Because the crystallization process driven by outer core convection largely governs the seismic structure of the inner core, precise determination of structure could be used to infer features of the convection in the outer core. The seismic structure in the most recently solidified region – upper ~100 km of the inner core – provides information about present-day spatial features of the outer core convection near the inner-outer core boundary, whereas that in deeper regions could provide information about how the Geodynamo has evolved. Precise determination of the seismic structure in the inner core from inverting full waveforms, however, is challenging because; (a) being only 0.7% of Earth’s volume, it is too small a target for seismic waves to interact with (b) crustal and mantle structures that seismic waves sample prior to interacting with the inner core distorts waveforms (c) earthquake source effects modify waveforms.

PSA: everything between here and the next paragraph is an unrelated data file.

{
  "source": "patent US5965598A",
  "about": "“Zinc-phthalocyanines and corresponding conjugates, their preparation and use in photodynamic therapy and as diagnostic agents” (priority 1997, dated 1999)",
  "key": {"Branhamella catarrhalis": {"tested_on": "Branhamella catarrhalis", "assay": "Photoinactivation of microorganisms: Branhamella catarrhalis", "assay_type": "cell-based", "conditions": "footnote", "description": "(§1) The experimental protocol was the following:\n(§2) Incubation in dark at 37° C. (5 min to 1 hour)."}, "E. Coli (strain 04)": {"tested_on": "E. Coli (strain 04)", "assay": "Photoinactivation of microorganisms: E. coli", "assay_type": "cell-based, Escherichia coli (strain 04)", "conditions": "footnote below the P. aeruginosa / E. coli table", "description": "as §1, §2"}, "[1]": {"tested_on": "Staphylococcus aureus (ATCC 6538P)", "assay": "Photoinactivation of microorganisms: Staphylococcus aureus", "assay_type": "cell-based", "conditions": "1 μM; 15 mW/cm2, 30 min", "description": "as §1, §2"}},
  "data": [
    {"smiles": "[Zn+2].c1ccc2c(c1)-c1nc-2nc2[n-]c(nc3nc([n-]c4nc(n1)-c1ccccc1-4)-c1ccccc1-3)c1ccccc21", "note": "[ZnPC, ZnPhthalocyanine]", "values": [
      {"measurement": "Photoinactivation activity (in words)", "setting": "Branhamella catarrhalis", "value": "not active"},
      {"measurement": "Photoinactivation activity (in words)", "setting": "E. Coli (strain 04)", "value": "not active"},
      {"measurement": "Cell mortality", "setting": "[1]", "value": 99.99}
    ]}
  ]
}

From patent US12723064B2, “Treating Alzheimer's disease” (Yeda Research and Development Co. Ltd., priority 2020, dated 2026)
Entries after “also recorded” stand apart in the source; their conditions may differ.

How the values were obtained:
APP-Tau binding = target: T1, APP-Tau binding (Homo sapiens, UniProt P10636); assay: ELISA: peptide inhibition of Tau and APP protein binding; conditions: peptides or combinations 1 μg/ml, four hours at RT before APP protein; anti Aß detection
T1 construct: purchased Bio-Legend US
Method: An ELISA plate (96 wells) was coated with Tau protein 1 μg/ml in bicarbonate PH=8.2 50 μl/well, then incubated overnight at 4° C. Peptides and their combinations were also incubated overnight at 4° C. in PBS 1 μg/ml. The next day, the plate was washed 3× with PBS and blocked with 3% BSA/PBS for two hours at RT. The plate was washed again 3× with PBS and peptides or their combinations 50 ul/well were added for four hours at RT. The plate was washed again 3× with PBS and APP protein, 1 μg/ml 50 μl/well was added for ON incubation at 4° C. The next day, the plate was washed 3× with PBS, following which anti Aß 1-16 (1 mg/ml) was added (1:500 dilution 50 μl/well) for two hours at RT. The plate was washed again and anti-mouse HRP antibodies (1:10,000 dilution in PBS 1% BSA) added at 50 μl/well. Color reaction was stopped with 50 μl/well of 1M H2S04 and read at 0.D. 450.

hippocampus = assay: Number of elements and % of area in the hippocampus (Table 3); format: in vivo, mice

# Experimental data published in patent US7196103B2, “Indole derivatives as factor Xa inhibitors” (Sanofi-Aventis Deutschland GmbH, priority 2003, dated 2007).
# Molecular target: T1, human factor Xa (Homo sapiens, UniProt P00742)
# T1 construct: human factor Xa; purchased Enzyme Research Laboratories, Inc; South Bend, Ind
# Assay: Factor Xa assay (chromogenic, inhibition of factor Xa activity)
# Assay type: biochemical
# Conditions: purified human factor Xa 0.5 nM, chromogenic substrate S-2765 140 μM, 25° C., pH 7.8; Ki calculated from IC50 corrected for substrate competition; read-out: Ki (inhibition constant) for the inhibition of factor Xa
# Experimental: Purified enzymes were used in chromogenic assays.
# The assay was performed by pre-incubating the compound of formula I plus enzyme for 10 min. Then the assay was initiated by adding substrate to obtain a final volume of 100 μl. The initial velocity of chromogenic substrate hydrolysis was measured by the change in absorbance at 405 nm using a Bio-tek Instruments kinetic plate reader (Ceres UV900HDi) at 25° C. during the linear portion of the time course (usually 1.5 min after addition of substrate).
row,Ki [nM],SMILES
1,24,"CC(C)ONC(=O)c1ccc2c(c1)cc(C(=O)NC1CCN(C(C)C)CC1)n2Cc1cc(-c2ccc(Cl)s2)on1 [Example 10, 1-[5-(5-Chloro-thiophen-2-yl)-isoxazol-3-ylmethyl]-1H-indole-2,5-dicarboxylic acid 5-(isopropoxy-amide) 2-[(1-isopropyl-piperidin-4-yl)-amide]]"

Seismicraypaths Small



Seismic ray paths in the inner and outer core for a hypothetical 500 km deep Earthquake. The dark-shaded region is the inner core, the light-shaded region is a dense part of the liquid outer core immediately above the inner core (F-region), and the dashed-line indicates the core-mantle boundary. Travel times of different rays shown here are given in the next figure.


Traveltimecurves Small

Travel time curves for rays shown in the previous figure. In our work we use PKIKP, PKiKP, and PKP waveforms.

Recent Results